Snow day!

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Almost every flight in and out of Jersey was cancelled on Thursday, schools were shut and several roads were closed as Storm Emma moved across the Island and hit the freezing Siberian air which plunged down over Britain earlier this week.

The first band of snow on Thursday arrived in the earlier hours, before a heavier and more prolonged wave pushed north out of France shortly before midday.

And, unusually, the Island also saw freezing rain – precipitation which freezes on contact with a surface – which made many roads almost impassible.

But fears that the snowfall could match that seen during the blizzard of March 2013, where trees and powerlines were brought down and roads were left blocked for days, were not realised.

Jersey Met forecaster Peter Munns said: ‘The snow was at the lower end of what I was expecting but it was broadly within what we thought we would get. The low pressure was not quite as deep or intense as we thought, and the heavier snow passed west of all the islands.

‘If it was another 40 miles the other side, it would have been a very different story.

‘We did see a covering though, and as is often the case, in some parts of the Island the drive to work would have been no problem while in other areas you would have been stuck behind an over-turned car.’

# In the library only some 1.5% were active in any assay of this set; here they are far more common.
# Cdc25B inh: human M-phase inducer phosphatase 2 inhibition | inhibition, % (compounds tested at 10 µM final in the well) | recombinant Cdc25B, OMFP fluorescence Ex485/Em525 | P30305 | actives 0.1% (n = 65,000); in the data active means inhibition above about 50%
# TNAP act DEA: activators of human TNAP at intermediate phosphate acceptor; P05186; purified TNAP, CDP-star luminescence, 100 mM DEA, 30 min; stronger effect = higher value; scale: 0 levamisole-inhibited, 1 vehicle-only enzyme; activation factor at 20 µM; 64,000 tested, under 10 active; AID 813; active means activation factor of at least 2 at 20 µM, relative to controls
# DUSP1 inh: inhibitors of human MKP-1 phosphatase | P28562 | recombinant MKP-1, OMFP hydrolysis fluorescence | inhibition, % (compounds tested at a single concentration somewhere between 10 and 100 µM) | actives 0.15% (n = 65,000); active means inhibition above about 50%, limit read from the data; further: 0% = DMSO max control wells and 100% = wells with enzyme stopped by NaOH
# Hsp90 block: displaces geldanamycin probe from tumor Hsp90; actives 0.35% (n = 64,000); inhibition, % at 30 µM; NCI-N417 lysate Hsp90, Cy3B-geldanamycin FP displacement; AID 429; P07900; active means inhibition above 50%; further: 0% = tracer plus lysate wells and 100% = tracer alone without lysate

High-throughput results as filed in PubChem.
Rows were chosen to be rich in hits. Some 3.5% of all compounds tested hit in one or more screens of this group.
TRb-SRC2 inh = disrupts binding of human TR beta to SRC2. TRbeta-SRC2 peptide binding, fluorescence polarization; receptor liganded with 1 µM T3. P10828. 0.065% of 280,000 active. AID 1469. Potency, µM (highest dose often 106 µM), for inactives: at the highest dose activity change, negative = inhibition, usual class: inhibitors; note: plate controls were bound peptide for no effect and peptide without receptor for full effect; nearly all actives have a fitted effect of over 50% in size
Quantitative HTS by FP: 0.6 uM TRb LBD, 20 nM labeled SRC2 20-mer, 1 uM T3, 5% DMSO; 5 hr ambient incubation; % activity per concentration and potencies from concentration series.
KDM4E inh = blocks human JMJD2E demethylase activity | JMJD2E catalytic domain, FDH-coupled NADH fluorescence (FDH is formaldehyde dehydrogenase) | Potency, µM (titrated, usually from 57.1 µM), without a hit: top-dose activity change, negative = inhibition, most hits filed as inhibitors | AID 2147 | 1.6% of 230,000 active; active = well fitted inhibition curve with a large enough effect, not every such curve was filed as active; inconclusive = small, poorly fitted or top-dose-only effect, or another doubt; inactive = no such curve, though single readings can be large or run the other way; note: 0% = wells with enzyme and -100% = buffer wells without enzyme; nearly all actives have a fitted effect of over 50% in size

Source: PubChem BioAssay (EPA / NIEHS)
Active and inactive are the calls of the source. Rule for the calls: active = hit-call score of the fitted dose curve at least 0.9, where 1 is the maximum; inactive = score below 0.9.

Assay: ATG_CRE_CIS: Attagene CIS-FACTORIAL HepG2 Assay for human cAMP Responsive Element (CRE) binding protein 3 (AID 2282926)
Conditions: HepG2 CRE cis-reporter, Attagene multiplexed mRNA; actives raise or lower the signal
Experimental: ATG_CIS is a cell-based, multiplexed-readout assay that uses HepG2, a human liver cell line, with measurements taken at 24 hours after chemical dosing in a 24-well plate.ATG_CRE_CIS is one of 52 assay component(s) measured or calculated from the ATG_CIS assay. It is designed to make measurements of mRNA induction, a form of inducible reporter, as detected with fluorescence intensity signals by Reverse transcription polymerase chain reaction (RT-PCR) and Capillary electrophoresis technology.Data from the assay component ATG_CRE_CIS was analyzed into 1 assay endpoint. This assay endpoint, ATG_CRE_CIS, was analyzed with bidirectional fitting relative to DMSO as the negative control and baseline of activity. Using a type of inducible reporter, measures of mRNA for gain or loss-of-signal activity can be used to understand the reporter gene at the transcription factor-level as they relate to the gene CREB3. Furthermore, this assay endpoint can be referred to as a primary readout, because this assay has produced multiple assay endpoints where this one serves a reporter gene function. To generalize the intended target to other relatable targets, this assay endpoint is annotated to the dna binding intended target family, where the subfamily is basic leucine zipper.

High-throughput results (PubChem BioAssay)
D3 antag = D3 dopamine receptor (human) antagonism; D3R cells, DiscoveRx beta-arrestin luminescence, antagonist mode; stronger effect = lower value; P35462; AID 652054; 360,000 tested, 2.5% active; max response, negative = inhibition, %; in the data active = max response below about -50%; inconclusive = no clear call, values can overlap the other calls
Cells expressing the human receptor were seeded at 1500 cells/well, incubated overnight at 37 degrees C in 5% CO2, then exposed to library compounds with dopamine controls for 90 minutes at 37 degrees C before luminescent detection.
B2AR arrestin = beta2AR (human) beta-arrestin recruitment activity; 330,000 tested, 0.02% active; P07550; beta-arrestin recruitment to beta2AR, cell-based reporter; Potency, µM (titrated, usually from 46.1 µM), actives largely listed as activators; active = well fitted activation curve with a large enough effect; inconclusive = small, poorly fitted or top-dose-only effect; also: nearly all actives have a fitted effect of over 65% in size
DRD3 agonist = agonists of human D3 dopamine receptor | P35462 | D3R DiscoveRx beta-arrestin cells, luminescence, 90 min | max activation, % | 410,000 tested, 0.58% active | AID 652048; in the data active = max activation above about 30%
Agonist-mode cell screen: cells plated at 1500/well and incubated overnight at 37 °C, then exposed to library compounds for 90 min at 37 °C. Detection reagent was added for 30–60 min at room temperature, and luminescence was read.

Several shops closed early and Fort Regent closed as the snow worsened in the afternoon. Roads including St Saviour’s Hill were also shut due to safety fears, and Queen’s Road was impassible by late morning. Some bus services were also cancelled.

Schools were due to reopen on Friday as milder air pushed in from the south. Temperatures were at minus 3°C at 7 am on Thursday and increased to about 0°C by mid-afternoon.

Meanwhile, some animals at Jersey Zoo were kept inside with the heating on as the visitor attraction closed for the day.

Mark Brayshaw, head of operations, said the decision not to open was taken in the interests of visitor and staff safety as the police were warning Islanders not to make unnecessary journeys. However, the keepers braved the elements to make sure the animals were looked after.

Tamba Park in St Lawrence also closed on Thursday, and the attraction was forced to shut on Wednesday afternoon when the water supply froze.

The Jersey War Tunnels, which was due to reopen for the season on Friday, also took the decision to remain closed.


Freezing rain is rain which freezes when it comes into contact with a surface. The vast majority of rain starts life as snow within clouds way up in the atmosphere. If these snowflakes fall through sub-zero air, they stay as snowflakes. However, yesterday milder air began pushing up from the south and the snowflakes fell through a layer of warmer air at an altitude of between 2,000 and 6,000 ft. The snowflakes melted back into rain drops, and then fell back through the sub-zero air below 2,000 ft. However, water needs to come into contact with particles, called freezing nuclei, in order to freeze. Without these it remains super-cooled water which freezes when it comes into contact with a surface.

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